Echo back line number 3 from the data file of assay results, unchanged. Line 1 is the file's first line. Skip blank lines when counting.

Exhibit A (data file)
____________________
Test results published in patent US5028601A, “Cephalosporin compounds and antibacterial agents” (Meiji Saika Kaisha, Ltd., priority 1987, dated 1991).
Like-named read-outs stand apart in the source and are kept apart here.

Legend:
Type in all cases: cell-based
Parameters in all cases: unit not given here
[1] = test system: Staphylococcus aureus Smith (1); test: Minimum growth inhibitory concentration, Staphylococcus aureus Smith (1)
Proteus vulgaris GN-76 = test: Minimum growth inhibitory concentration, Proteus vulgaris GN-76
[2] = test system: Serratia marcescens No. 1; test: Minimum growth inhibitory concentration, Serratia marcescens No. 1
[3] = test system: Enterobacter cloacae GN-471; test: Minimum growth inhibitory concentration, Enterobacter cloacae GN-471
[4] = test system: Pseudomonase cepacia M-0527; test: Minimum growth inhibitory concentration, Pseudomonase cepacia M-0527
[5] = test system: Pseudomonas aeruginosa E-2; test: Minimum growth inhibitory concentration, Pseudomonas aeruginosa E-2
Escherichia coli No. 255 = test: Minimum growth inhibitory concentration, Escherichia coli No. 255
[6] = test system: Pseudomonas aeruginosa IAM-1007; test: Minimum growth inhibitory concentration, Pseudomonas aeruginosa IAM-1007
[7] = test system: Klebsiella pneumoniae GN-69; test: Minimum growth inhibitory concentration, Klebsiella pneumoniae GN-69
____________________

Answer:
Legend: